So Many Reasons To Pray For The Preacher

A friend and I have been having an internet discussion about preachers. We both love our preachers, and years ago, I was her pastor, so we have a mutual understanding about a lot of things.

The conversation went like this.

She: “One of the things I’ve enjoyed in our church lately is an enhanced understanding of every phrase of the Lord’s prayer. So much so that I was offended recently at a funeral when the minister asked us to stand and ‘recite’ the Lord’s Prayer. I don’t think it’s something to be recited; it’s something to be prayed diligently!”

She added: “Now don’t go getting the wrong idea. I think that preacher is a delightful person, and I like him very much.”

I said, “Asking someone to ‘recite’ the Lord’s Prayer reminds me of something similar that drives me up the wall. You’ll be in a moving worship service, and the leader will say, ‘Now, let us have a word of prayer,’ or ‘I’m going to ask Bill to lead us in a word of prayer.’ I don’t know why that bothers me so much. I feel like calling out, ‘Hey friend, pray! Don’t just have a ‘word’ of prayer. Go to the Heavenly Father and pray!’ Somehow, it minimizes the importance of prayer, as though we’re all tipping our hats to the Almighty, then going on with the important stuff.”

We branched out to discussing how we preachers sometimes say foolish things without a clue as to how it’s being received. I told her about a recent internet conversation with a friend in North Carolina.

He had told me a story of some earnest soul who had come to a Catholic nun with a question and ended up getting slapped down verbally. I said, “You know, over 40 years in the ministry, I’ve said so many truly dumb things like that, that I wonder how many people are still quoting me and shaking their heads over such stupidity. It gives me a special appreciation for those who cut me some slack and have graciously forgotten such things.” He came back with, “How true, how true.”

At that point, my long-time friend and former member began to dredge up a couple of those very things, thoughtless remarks I had uttered years ago. Time has minimized their sharpness and given us a healthy perspective on them, and she did it in good humor.

“The small goof of yours I’ve never forgotten,” she said, “is the Christmas Eve service when you said, ‘There are three stages of life: when you believe in Santa Claus, when you don’t believe in Santa Claus, and when you find out you are Santa Claus.’ And this with a chapel full of small children including my 3 year old. Fortunately, she wasn’t listening! If she had been, you would have had to explain that remark, not me!!”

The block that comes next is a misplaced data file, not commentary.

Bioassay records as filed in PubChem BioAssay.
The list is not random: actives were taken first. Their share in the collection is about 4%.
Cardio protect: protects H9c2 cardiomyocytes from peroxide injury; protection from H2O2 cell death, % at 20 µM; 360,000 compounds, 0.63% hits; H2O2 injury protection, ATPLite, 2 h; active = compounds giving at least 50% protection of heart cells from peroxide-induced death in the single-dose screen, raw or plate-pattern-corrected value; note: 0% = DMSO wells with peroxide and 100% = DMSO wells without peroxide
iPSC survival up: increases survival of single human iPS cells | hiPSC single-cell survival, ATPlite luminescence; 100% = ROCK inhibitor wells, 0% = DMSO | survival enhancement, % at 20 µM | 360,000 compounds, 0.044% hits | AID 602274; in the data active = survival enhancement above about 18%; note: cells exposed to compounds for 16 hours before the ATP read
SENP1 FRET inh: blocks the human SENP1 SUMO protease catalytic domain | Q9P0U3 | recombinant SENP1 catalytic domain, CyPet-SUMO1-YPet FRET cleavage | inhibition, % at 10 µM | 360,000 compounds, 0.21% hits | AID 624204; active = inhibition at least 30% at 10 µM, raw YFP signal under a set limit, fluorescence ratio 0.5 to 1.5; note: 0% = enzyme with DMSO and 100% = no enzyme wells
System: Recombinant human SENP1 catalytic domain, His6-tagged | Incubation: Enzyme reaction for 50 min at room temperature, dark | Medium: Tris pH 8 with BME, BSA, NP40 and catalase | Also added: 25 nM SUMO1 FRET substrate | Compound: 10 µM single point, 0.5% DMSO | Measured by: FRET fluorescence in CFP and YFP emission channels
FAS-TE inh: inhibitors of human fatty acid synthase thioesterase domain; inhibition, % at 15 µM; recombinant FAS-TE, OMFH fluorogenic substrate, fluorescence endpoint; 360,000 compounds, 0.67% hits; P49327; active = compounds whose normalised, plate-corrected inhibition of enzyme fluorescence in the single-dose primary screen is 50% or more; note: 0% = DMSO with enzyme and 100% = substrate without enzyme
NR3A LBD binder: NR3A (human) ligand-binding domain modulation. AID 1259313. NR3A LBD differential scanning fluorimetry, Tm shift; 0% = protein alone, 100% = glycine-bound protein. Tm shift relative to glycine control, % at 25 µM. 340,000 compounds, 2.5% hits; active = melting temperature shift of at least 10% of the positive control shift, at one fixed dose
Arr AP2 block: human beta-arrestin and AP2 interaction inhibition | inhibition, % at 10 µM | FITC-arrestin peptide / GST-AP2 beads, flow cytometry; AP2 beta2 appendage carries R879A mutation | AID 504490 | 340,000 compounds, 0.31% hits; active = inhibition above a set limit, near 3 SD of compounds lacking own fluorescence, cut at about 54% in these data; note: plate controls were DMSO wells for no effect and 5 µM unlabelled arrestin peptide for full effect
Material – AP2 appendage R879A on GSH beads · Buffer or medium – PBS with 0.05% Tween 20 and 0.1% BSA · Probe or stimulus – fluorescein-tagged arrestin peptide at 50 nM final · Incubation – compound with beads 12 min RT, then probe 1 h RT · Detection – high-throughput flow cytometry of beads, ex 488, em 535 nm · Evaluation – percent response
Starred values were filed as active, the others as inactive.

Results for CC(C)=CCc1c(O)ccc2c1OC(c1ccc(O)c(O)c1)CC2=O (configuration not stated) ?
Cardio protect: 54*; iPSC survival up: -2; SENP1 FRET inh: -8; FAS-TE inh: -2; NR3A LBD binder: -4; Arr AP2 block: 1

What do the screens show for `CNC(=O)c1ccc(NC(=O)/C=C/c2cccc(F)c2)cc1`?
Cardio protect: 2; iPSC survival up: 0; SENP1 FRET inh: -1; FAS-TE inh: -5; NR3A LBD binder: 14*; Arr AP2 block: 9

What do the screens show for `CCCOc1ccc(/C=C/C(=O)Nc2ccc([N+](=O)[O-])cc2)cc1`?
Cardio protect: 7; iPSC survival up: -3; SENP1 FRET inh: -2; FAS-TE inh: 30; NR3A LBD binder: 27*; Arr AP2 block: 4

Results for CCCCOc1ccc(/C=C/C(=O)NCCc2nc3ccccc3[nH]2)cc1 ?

I told her about the time some ten years ago when I was doing a children’s sermon in our church here in New Orleans, and with a crowd of children around my knees, told them that one way you can tell you are growing up is when you can tell the real from what is make-believe. “For instance,” I said, “is Frosty the Snowman real or pretend?” “Pretend!” they cried. “How about Rudolph the Red-Nosed Reindeer?” “Mary and Joseph?” “The Shepherds and the Wise Men?” “Jesus?” They were really with me until I said, “Santa Claus?” I almost had to resign the church over that one, and ended up meeting with several parents the next week to try to work my way out of the box I’d put myself in.

My friend said, “Years ago, when you were our pastor, our relationship changed the day I quit praying about you and started praying for you.” This was news to me, and a new thought to consider.

“It happened one Sunday morning in church. I don’t know why I was upset with you, but I was, and I said, ‘God, when are you going to do something about him?’ I heard the reply as clearly as anything: ‘When are you going to stop praying about him and start praying for him?’ Oops. I have prayed for my pastor ever since.” She paused and added, “Yes, and even Pastor Blank. That one didn’t work, though.” I smiled and let it lay.

There are so many reasons to pray for your pastor.

He stands before crowds large and small who, unlike most 3 year olds, listen to what he says. When he gets the words right, he comforts the hurting and shines a light in darkness and clears a path for the lost. When he gets it right, he shows people Jesus, gives them hope, and helps them stand. But when he gets it wrong, he can hurt people in ways they may never recover from, simply because they trust him in the deepest and most personal matters of life.